Virtual brokerage Fathom Holdings files for IPO
The firm, which charges agents a flat fee per deal, has grown to 3,600 agents while weathering a string of net losses
Cloud-based brokerage Fathom Holdings, which charges agents a flat fee per deal, wants to raise $14 million through a planned public offering.
The 10-year-old company, which has more than 3,600 agents nationwide, filed a registration statement recently with the Securities and Exchange Commission.
Fathom’s S-1 filing shows it has experienced revenue growth since 2017, but has also seen a streak of net losses. And while its agent base has grown substantially, the firm acknowledged its model of taking a flat fee per deal an agent makes is a value proposition that is “not typical in real estate.” Fathom previously announced
its intention to become a public company.
Roth Capital is the underwriter of the IPO, and Fathom plans to be listed on Nasdaq under the symbol FTHM, according to its S-1 filing. Fathom CEO Joshua Harley, owns 50.7 percent of the shares before the IPO.
The company said it plans to use the proceeds for “general corporate purposes,” including retaining more agents, developing services and funding capital expenditures.
Messages left with Fathom were not immediately returned.
Founded in 2010 and incorporated in North Carolina, Fathom operates in 24 states and districts, including California, New Jersey, Florida and Illinois. It targets cities and regions with at least 50,000 people.
Fathom gets its revenue by charging agents — who receive equity in the company — a flat fee of $450 for their first 12 deals of the year, according to the filing. That drops to $99 per sale for the rest of the year. Agents also pay Fathom $500 on their first sale every year, which covers operating costs for the firm. On leases negotiated with landlords, Fathom’s cut is $85 per deal.
The brokerage brought in $55.4 million in revenue in 2017 and $77.3 million in 2018. For the first nine months of 2019, it raked in $78 million, according to the S-1 filing. Its losses have also been mounting. In 2017, its net loss was about $421,000, which spiked to $1.7 million the following year. For the first nine months of 2019, its losses totaled $2.7 million.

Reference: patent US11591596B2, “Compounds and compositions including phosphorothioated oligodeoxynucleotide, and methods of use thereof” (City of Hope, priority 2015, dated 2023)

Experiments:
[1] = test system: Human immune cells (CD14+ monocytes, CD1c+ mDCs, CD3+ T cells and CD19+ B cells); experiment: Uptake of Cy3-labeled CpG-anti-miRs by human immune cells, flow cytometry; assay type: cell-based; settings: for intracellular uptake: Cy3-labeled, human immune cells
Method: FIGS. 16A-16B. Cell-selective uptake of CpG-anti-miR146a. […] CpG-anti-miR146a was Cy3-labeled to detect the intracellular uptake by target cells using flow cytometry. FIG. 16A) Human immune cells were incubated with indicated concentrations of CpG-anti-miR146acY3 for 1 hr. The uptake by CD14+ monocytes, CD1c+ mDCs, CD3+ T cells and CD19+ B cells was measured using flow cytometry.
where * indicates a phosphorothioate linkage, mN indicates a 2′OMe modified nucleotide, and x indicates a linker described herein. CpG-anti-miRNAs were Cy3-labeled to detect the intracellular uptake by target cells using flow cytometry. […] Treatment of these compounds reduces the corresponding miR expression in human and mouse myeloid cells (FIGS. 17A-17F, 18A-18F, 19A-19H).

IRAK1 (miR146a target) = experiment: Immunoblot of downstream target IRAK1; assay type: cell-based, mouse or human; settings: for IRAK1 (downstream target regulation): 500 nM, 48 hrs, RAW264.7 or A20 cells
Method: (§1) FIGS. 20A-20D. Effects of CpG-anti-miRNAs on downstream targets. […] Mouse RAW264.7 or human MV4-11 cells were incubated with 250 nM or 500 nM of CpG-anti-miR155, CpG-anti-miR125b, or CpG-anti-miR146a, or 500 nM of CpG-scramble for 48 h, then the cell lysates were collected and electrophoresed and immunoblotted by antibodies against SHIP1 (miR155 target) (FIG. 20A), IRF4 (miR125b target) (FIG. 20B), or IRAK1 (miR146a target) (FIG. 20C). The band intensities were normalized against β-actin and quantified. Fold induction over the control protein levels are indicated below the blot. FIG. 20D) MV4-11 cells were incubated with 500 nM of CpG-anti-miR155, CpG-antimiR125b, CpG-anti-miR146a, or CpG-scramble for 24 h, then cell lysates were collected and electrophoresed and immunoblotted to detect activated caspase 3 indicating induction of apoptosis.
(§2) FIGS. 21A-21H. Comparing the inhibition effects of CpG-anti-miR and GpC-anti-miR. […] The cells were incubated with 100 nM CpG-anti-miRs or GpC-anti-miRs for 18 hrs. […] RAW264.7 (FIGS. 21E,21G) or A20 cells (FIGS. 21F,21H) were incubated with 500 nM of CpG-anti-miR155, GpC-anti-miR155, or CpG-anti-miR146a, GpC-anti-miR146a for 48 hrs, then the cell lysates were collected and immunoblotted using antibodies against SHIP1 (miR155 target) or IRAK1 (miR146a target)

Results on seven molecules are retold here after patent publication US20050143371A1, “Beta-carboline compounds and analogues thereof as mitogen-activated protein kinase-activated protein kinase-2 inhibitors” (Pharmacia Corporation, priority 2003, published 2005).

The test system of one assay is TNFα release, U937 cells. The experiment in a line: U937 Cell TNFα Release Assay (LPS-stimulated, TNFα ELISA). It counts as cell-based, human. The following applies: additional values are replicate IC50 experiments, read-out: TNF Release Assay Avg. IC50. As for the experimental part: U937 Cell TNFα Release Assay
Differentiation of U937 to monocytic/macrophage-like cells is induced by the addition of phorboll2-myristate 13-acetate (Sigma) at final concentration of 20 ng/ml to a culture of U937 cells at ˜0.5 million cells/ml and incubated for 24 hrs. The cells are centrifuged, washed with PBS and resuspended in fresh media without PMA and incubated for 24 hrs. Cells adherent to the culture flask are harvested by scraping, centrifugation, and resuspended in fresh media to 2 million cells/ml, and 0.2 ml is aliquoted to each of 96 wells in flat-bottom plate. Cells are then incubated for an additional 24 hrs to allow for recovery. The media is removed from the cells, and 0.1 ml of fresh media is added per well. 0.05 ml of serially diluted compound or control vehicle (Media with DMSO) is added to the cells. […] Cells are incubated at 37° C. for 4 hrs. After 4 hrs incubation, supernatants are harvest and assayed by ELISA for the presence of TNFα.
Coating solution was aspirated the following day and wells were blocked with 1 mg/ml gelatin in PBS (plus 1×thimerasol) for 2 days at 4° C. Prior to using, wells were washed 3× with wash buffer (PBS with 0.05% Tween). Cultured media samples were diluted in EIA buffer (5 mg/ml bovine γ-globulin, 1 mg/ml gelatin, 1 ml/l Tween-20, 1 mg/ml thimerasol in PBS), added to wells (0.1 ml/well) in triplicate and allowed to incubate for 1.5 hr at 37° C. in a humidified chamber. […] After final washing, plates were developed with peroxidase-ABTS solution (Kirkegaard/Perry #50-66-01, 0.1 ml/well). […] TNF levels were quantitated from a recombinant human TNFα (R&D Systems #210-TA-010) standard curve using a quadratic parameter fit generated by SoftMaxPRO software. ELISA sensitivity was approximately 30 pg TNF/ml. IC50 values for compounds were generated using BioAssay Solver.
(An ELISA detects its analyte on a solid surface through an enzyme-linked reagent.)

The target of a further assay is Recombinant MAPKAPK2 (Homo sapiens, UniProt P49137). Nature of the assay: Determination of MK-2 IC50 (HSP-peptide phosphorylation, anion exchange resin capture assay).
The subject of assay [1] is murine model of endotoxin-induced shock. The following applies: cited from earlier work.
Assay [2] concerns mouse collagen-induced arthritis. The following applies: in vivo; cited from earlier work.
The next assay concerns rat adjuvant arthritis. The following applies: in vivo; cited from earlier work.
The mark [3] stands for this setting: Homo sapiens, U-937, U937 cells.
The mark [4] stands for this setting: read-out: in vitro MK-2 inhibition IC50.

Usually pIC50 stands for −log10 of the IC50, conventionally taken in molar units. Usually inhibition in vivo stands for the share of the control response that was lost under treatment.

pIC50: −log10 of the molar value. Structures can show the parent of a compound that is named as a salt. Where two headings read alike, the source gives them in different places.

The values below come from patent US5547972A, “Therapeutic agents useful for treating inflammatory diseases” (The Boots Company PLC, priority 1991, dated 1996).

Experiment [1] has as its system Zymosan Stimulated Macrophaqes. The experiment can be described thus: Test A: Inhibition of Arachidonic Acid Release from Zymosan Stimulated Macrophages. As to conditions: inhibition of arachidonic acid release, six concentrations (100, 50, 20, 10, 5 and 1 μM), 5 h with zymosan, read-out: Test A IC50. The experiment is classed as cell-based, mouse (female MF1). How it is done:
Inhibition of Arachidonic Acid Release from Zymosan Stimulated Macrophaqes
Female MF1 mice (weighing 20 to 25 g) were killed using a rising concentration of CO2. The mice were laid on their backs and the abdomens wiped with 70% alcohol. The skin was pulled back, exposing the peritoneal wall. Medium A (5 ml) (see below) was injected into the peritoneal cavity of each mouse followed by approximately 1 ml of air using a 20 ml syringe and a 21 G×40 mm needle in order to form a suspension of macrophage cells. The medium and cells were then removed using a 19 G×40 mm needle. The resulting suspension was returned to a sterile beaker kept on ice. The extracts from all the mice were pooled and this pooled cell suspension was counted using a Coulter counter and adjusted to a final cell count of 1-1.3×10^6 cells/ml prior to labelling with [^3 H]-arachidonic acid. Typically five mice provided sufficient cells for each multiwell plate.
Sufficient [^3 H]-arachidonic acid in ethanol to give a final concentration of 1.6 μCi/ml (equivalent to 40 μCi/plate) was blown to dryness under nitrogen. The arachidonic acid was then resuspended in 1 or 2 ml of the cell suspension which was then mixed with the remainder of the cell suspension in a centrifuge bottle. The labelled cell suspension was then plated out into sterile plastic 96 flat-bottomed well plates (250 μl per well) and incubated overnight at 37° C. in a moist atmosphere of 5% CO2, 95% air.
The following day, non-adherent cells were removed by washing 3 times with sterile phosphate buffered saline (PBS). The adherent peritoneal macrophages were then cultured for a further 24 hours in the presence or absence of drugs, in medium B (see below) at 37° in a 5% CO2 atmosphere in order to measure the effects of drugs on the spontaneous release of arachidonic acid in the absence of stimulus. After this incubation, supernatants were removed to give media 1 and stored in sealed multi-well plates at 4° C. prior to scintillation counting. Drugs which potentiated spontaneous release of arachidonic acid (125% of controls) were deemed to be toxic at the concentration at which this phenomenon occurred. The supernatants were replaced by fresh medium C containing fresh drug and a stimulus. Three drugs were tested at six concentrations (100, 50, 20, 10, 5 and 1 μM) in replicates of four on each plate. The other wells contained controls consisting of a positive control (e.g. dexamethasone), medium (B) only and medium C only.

Fathom says it has proprietary technology called IntelliAgent, which manages its brokerage operations. According to its filing, the firm said it may someday use that tech to bring together other independent brokerages. Some of the tools the platform offers include website building for agents, content creation, customer relationship management, marketing and deal tracking, according to the filing.
But not everyone is sold on the business model.
Donovan Jones, CEO of VentureDeal.com, wrote in a commentary on the S-1 filing that Fathom makes “relatively little gross profit,” and its revenue growth, while “significant,” is decelerating. Fathom also charges a flat fee per transaction that drops off, which Jones called a “challenge.”
In its filing, the company acknowledged that its model — allowing agents to earn higher commissions and earning equity in the company — could pose a risk. “If agents do not understand our value proposition we might not be able to attract, retain, and incentivize agents,” it wrote.
Another virtual brokerage, eXp Realty, went public in 2018, trading at a $1 billion market capitalization. By the end of the first quarter of 2019, it had grown to almost 18,000 agents around the country, its growth coming as other traditional brokerages have sought to reduce their physical footprints.
Meanwhile, U.K.-based Purplebricks first offered a $3,200 flat-fee commission to agents but later altered that model. Amid poor performance, it ultimately withdrew from the U.S. market in July, two months after it exited Australia.
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